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Man originally accused of planning David Ortiz shooting found dead in Dominican Republic

The director of the National Police, General Ney Aldrin Bautista Almonte, showed the weapon that was used to shoot David Ortiz in 2019.Roberto Guzman/Associated Press

The long-running saga of the shooting of Red Sox legend David Ortiz in 2019 has taken several twists lately, with the arrest this week of a longtime fugitive and, in a particularly grim development, the suspicious death in January of a man originally named as the mastermind of the attack.

Víctor Hugo Gómez was found dead in a town outside the capital, Santo Domingo, according to local authorities, after disappearing late last year. He is the second figure in the case to have died under suspicious circumstances.

Authorities had accused him of planning the botched hit job that resulted in Ortiz being shot in the back while sitting at a Santo Domingo bar. Those charges were later dropped and Gómez was released from jail last March, although prosecutors were appealing that decision.


His body was found in a town north of Santo Domingo on Jan. 10. A defense attorney, Manuel Santos Paula, who represented two other figures in the Ortiz case, said Gómez was kidnapped and murdered, noting he had ties to the drug trade. A Dominican government official said Thursday that the cause of death was not yet known.

Ten other men have been sentenced to prison for their roles in the shooting.

Meanwhile, on Tuesday, Interpol, the international police agency, detained a 25-year-old Venezuelan, María Fernanda Villasmil Manzanilla, in Santo Domingo. In early court filings, prosecutors said she was seen on the night of the shooting in a car with men who were implicated in the attack. After she didn’t appear in court, prosecutors labeled her a “fugitive” and authorities attached a “red notice” to her name, identifying her as someone police should arrest.

She was released from custody on Thursday and faces no charges, according to the Dominican government official who spoke on condition of anonymity because the person was not authorized to discuss the case.


Gómez was a central figure in the dizzying and often contradictory accounts of how and why Ortiz was shot. Dominican authorities claimed the shooting was a case of mistaken identity. Gómez, they said, had wanted his cousin killed. But the hit men he hired got mixed up and shot Ortiz instead, prosecutors alleged. (The cousin and Ortiz were at the same bar on June 9, 2019, the night of the shooting.)

But that theory of the case has been widely ridiculed, given that Ortiz is one of the most recognizable figures in the Dominican Republic.

In 2022, the Globe reported that a different drug trafficker, César “The Abuser” Peralta, actually orchestrated the hit. Gómez’s cousin and Ortiz were both targets, the Globe reported.

Dominican authorities have never implicated Peralta in the shooting and he has denied any involvement. In an unrelated case, Peralta has pleaded guilty in US court to drug trafficking and is awaiting sentencing.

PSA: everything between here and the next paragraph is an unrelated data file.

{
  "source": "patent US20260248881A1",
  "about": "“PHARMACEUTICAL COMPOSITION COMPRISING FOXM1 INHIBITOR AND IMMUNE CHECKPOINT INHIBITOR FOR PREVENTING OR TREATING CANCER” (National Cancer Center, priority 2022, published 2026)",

Before the shooting, US prosecutors had accused Gómez of involvement in a drug ring in Texas. Gómez had denied any involvement in the Ortiz shooting.

His death had escaped wide notice outside the Dominican Republic until this week when Villasmil was detained.

She had been sought by authorities who wanted to question her about another man accused of helping to plan the shooting, according to the Dominican government official.

That man, Luis Alfredo Rivas Clase, more commonly known as “The Surgeon,” was murdered near Santo Domingo in 2021. He had been a fugitive since 2019.


In a brief telephone conversation Thursday before Villasmil was released, Ortiz’s longtime agent, Fernando Cuza, said they were working to learn more about the arrest from Dominican authorities.

“We haven’t even heard details from the police,” he said. “At this point, no comment. We will find out more details as it develops.”

The 2019 shooting seriously wounded Ortiz, a beloved figure in New England and his native Dominican Republic. In the months after the attack, he endured multiple surgeries, first in Santo Domingo and later at Massachusetts General Hospital in Boston.

Among those sentenced in December 2022 were Rolfi Ferreira Cruz, who shot Ortiz in the back from point-blank range, and a getaway driver, Eddy Féliz García. Both were sentenced to 30 years in prison. Another defendant, Alberto Miguel Rodríguez Mota, received a 20-year sentence for paying the hit men, according to the East Santo Domingo prosecutor’s office.

After the shooting, authorities quickly caught Ferreira, Féliz, and many of their accomplices. (Enraged onlookers aided police by pulling the men’s motorcycle to the ground as they tried to drive away.) But the information the Dominican government provided about why Ortiz was shot was less definitive.

The country’s then-attorney general put forward the mistaken identity theory, explaining that Ortiz and the cousin had happened to be dressed similarly. Many Dominicans found that explanation absurd.

Ortiz hired former Boston police commissioner Ed Davis to investigate the shooting, and Davis shared his findings with the Globe in March 2022. He concluded that Peralta had come to feel disrespected by Ortiz, prompting him to place a bounty on Ortiz’s head and sanction the hit squad that tried to kill him.


In a phone interview Thursday, Santos, an attorney who represented two men now serving jail sentences for their roles in the shooting, said Villasmil had not been directly involved with the botched hit.

“She was associated with the group,” Santos said in Spanish.

Travis Andersen of the Globe staff contributed to this report.

Mike Damiano can be reached at mike.damiano@globe.com. John R. Ellement can be reached at john.ellement@globe.com. Follow him @JREbosglobe.